As one of the most-used and loosest joints in the human body, the shoulder is particularly prone to injury. The labrum is a primary component of the shoulder’s connective tissue, and can be torn not only the joint’s due to the joint’s constant use and inherent instability, but also in conjunction with other injuries, from rotator cuff tears to shoulder dislocations.
While some shoulder labral tears can be treated nonsurgically, it’s extremely important that all joint injuries be evaluated promptly by a qualified physician such as those at Alexander Orthopaedic Associates in order to determine the best course of treatment, as well as to prevent further complications down the road.
What is the shoulder labrum?
The labrum is a pear-shaped rim of cartilage that lines and reinforces the ball-and-socket joint of the shoulder, supporting the joint as well as the muscles and rotator cuff tendons. The labrum acts as a stabilizer and protector of the shoulder joint, deepening the socket so that the ball stays in place. The labrum also attaches other structures and tissues around the joint.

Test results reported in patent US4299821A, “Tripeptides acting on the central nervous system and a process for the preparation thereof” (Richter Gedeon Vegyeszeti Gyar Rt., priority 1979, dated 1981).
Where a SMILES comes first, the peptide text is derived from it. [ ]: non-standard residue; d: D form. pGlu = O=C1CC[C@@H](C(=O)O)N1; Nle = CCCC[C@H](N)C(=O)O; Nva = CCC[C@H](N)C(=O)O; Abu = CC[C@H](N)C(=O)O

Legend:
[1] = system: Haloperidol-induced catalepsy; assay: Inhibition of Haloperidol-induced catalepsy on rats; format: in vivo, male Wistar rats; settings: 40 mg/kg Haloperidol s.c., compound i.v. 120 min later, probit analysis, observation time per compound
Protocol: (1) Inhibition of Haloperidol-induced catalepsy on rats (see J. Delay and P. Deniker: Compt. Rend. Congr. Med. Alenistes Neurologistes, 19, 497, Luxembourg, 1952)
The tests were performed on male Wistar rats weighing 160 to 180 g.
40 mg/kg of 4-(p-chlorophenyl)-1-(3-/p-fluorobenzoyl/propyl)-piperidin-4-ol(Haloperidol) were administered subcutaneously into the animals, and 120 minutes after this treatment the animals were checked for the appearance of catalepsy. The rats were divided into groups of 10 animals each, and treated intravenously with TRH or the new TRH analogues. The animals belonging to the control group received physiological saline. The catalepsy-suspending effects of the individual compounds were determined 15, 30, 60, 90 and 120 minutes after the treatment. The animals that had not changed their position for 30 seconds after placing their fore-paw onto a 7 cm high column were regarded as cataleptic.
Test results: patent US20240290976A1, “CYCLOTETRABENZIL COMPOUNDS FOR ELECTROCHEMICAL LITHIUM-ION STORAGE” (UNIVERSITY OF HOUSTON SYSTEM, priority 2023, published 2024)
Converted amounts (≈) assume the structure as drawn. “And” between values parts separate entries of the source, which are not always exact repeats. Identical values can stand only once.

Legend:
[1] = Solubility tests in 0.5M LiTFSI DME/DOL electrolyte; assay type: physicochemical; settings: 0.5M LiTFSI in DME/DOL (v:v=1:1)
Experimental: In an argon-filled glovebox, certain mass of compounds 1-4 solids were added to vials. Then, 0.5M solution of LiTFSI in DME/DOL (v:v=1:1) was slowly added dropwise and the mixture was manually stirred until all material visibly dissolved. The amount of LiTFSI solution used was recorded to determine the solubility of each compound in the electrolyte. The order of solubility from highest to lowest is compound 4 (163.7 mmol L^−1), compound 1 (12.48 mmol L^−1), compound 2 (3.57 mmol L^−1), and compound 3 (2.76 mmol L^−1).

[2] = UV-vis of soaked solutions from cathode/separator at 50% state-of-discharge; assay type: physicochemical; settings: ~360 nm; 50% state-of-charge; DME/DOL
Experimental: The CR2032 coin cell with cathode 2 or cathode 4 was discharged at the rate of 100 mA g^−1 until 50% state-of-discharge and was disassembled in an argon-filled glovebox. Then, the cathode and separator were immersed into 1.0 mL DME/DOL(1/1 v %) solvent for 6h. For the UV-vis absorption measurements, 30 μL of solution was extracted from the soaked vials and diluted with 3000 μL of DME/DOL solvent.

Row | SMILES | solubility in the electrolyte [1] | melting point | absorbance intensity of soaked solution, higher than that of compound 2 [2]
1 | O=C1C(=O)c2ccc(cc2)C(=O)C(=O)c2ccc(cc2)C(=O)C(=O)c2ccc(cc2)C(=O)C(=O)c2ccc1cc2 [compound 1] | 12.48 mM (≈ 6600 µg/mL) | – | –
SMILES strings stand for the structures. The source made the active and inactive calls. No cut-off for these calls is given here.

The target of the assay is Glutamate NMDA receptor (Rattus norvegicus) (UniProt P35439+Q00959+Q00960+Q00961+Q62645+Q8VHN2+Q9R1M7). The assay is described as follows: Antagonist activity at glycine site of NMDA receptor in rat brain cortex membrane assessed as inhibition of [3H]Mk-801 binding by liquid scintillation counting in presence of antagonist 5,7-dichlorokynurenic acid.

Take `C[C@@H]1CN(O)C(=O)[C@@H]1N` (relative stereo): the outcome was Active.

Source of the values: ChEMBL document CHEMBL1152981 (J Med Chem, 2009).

What causes a shoulder tear in the labrum?
According to Dr. Vladimir Alexander, M.D., founding partner of Alexander Orthopaedic Associates , “Labral tears can occur from trauma, or they can occur from degeneration.
“Traumatic labral tears, meaning a labral tear in an otherwise normal shoulder, can happen from a shoulder dislocation or shoulder subluxation, which is a partial dislocation.” Some causes of traumatic labral tear include:
- Using an outstretched arm to try and stop a fall
- Lifting with or pulling on the arm in a sudden or jerky motion
- A direct hit to the shoulder, often as in a motor vehicle accident
- A blow while reaching overhead
Non-traumatic labral tears, on the other hand, occur most often as a component of degenerative arthritis in the shoulder.
Types of shoulder labral tears
While there are several types of shoulder tear to the labrum, the vast majority fall into three main categories.
A Superior Labrum from Anterior to Posterior (SLAP) tear occurs in the front of the upper arm where the biceps tendon connects to the shoulder. SLAP tears are more common among athletes involved in overhead sports, including tennis and volleyball players and baseball pitchers.